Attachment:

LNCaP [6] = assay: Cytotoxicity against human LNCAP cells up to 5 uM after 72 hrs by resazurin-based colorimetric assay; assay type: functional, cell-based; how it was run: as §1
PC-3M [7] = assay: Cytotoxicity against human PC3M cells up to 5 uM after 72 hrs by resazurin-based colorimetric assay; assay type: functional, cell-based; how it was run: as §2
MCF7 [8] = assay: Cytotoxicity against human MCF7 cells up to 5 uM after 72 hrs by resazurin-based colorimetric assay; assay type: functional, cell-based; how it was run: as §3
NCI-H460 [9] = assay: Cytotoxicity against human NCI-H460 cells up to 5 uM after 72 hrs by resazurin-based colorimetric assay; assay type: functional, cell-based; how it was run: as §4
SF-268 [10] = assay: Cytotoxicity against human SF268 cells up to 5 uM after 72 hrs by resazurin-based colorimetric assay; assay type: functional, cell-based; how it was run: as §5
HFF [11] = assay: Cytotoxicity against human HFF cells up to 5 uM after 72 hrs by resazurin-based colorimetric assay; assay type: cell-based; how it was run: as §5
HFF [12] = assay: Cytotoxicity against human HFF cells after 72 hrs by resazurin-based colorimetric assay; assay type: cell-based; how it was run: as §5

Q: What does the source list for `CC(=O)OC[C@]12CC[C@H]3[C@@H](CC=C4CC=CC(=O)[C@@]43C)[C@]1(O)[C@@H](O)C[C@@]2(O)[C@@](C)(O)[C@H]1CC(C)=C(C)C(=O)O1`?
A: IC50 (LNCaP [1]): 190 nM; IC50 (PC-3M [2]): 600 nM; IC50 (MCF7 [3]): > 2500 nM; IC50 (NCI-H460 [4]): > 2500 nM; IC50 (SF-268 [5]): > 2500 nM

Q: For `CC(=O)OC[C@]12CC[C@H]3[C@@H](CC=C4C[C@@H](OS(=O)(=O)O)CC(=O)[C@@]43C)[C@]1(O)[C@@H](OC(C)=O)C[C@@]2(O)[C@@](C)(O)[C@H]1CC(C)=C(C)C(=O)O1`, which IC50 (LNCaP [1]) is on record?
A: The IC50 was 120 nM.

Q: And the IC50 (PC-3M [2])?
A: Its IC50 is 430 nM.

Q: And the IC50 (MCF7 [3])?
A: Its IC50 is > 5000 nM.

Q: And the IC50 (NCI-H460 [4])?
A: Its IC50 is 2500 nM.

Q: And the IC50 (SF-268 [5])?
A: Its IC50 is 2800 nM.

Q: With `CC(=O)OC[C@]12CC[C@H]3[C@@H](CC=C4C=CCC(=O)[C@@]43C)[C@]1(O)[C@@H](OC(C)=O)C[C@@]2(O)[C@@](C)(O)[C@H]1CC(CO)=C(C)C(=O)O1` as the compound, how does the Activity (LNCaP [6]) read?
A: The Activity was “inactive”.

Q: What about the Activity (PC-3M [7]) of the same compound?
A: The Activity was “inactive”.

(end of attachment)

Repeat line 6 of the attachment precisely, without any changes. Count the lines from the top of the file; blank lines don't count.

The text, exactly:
HFF [11] = assay: Cytotoxicity against human HFF cells up to 5 uM after 72 hrs by resazurin-based colorimetric assay; assay type: cell-based; how it was run: as §5